grew up, and older people to stay near friends and family as their needs change,” Ms Dunster said. The site was purchased by AustralianSuper in 2014 for $125 million. Its previous proposal to develop the land was knocked back by Kingston Council in 2018 after public outcry and nearly 8000 community submissions. Council will make a submission on the new plans to the advisory committee. When the new plans were released, Save Kingswood Group Inc spoke out in opposition. The group’s president, Kevin Poulter said “the latest application indicates 823 lots, each less than 300 square metres, and a reduction in car parking plus many more nasties. We are outraged that the developer could even dream of such an insidious plan” (“New plans for golf course redevelopment revealed” The News 30/6/21). To make a submission visit engage. vic.gov.au/GolfSAC-Kingswood

PLANS for a new housing estate in Dingley Village. Picture: Supplied

HAWTHORN Football Club’s new proposed homebase. Picture: Supplied

Community access needed at Hawks’ home for funding UP to 30 hours a week of community access to Hawthorn FC’s new Dingley training facility has been sought by Kingston Council. The memorandum of understanding signed by Kingston Council last month means that council has agreed to provide the club $5 million for the project, subject to some conditions. Kingston Council has confirmed that it expects 20-30 hours of community access of a “community oval” in exchange for the funding. Kingston mayor Steve Staikos said the project is a “cost-effective way to meet the growing demand for sporting facilities while providing good value for money for ratepayers. Developing community sporting facilities like this would cost council around $15 million if we were to go it alone, so working together with Hawthorn to use their land is a smart move.” “Sport is booming in our region with growing participation particularly in footy played by women and girls. The new community oval will help transform a former landfill in the Green Wedge site into much-needed community facilities to serve generations to come,” he said.

“We are proud to take the first step towards a strong partnership with Hawthorn Football Club through signing the memorandum of understanding and we look forward to nailing down the details in order to proceed with the project.” In an announcement on the club’s website, Hawthorn FC Chief Executive Officer Justin Reeves said “the council commitment to proceed to a formal agreement is another pivotal step in our journey to building a once in a generation sporting and community facility which the wider south-eastern community and region can be a part of.” “On behalf of the entire club, I would like to acknowledge and thank the Kingston City Council for their willingness to partner with the club, and their support of our vision; a collaborative partnership which has spanned more than five years,” he said. “The community oval and pavilion at the Kennedy Community Centre will provide local sporting groups with an elite sporting facility, generating greater pathways for women’s football and also increasing active and passive participation in sport across the region.” Chelsea Mordialloc Mentone News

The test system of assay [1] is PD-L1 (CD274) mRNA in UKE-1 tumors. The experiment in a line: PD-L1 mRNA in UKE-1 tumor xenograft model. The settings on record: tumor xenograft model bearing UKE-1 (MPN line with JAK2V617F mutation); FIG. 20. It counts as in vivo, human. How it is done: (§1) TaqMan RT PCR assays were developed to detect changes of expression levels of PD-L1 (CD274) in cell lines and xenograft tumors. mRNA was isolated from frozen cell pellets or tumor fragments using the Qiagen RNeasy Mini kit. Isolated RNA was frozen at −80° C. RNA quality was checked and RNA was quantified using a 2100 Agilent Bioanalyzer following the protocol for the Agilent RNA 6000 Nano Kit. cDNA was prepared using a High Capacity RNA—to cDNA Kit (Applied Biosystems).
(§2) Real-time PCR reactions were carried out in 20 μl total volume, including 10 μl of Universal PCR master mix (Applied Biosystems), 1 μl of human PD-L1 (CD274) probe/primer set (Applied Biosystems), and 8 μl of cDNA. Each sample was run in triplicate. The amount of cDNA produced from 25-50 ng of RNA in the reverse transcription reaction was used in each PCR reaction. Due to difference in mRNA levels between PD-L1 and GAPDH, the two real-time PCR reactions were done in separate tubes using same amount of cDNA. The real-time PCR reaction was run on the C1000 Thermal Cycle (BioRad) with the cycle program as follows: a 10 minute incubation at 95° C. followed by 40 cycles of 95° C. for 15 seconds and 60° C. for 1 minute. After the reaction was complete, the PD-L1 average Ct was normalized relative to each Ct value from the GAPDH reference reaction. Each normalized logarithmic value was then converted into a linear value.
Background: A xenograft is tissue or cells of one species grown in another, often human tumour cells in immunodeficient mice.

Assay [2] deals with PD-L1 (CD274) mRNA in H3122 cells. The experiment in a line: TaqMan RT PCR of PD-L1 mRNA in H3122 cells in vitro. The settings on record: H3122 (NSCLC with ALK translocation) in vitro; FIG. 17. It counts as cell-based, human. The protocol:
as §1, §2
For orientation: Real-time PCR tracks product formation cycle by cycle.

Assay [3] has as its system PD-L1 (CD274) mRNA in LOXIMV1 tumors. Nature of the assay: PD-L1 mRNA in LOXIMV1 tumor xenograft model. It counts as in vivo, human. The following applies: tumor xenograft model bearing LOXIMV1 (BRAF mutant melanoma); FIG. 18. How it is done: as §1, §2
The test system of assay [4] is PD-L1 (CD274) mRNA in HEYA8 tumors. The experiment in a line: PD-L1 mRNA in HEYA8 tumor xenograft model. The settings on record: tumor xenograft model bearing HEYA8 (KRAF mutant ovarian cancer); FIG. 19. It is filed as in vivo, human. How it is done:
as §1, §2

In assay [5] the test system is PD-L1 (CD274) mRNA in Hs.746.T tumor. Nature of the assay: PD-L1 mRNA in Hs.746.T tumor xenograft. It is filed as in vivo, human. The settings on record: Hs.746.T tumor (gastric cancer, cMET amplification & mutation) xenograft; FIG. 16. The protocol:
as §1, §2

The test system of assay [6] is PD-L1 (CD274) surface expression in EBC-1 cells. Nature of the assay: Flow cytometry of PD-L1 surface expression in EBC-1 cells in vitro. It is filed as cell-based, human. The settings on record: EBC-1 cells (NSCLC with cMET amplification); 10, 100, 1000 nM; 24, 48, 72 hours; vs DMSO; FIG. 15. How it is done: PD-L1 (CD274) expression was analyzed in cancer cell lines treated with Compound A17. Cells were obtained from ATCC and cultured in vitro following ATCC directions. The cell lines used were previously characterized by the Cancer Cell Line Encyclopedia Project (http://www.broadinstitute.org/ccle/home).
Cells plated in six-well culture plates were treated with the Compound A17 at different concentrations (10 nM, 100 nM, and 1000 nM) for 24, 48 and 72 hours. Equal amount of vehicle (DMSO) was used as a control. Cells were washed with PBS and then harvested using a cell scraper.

11 August 2021

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Chelsea • Mordialloc • Mentone

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Chelsea Mordialloc Mentone News

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Cash stolen during break-in CASH was stolen during a break-in at a gaming venue in Cheltenham, 1 August. Police say that an unknown offender broke into the Centre Dandenong Road venue by smashing a rear glass door at around 6.30am. When inside, two men stole what police say was “a large amount” of cash. The two men fled into a waiting car, which police believe may have been driven by a woman. She was in

a white Range Rover. The car was last seen moving south on Centre Dandenong Road. In a statement police said that “the first male offender was wearing a black baseball cap with a face covering and a dark jumper, blue hard Jakka brand pants, carrying a sledgehammer with a yellow handle. The second male offender had his face covered and was wearing a black hooded jumper with Japanese writing

down the sleeves, carrying a black and red backpack. It is believed the female driver was also wearing a black hooded jumper with Japanese writing down the sleeves.” To help with their investigation, police have released images of the black hooded jumper and a vehicle of interest (above). Anyone with information can call Crime Stoppers on 1800 333 000.


Armed robbery A POLICE investigation into a Keysborough armed robbery last year continues. At around 6.25pm on 19 December, a man with a firearm entered a bottle shop on the corner of Corrigan Road and Kingsclere Avenue. He threatened the bottle-o staff member, ripped the cash register out from the counter, and fled the scene. The offender left in a grey 2010 Toyota RAV4. The car was later found burnt out in Springvale South. Police have issued a renewed appeal for information to help solve the crime. They say they are looking for a man “180cm tall, with solid build and was wearing black clothing at the time” Dandenong Crime Investigation Unit Detective Senior Constable Sherry Cahir said “we continue to investigate this case and are hopeful someone in the community is now ready to come forward with information. The victim involved in this incident deserves justice and we hope to make that happen.” Anyone with information can contact Crime Stoppers on 1800 333 000 or submit a confidential crime report at www.crimestoppersvic.com.au

Man murdered A MAN has been charged with murder after the death of a man at a Petrie Street property.